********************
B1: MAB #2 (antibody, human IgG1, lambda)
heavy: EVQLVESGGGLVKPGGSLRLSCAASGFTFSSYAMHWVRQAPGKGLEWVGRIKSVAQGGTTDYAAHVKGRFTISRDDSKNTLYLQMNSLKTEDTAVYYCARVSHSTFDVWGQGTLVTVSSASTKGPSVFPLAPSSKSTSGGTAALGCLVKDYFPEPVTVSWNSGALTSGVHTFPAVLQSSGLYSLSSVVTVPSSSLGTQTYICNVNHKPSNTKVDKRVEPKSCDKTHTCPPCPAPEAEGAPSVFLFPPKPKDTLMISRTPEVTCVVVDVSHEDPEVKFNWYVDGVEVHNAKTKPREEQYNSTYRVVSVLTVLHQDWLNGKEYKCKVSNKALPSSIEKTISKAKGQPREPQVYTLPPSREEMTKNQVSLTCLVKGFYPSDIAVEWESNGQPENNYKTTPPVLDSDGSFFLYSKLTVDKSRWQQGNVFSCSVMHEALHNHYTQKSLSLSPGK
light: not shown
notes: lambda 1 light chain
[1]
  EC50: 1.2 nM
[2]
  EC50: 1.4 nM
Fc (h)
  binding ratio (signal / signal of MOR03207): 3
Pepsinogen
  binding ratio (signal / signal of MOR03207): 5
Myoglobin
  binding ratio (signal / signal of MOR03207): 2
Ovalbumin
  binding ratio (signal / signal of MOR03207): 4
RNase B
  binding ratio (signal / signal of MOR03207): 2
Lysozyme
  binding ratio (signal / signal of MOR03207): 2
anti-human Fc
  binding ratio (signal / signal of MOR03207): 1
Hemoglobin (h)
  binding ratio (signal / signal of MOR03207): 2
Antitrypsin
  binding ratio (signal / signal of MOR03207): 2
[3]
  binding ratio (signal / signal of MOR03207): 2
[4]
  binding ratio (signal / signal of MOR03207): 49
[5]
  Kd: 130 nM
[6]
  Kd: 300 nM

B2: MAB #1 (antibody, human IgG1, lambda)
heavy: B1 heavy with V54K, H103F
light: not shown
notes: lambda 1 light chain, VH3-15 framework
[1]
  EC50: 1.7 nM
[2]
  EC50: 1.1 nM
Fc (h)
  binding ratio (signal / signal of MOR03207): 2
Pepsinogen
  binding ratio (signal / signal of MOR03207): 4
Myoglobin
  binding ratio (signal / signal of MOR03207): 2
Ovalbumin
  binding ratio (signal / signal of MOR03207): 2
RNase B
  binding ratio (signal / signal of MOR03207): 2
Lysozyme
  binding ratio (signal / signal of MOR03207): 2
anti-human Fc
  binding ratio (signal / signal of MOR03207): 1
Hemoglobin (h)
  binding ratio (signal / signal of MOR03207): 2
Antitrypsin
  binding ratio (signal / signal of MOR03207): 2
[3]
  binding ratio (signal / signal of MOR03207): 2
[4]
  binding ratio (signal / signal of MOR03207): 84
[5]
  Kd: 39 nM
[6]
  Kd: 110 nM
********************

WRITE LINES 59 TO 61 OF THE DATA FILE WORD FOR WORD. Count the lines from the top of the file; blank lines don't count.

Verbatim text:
Antitrypsin
  binding ratio (signal / signal of MOR03207): 2
[3]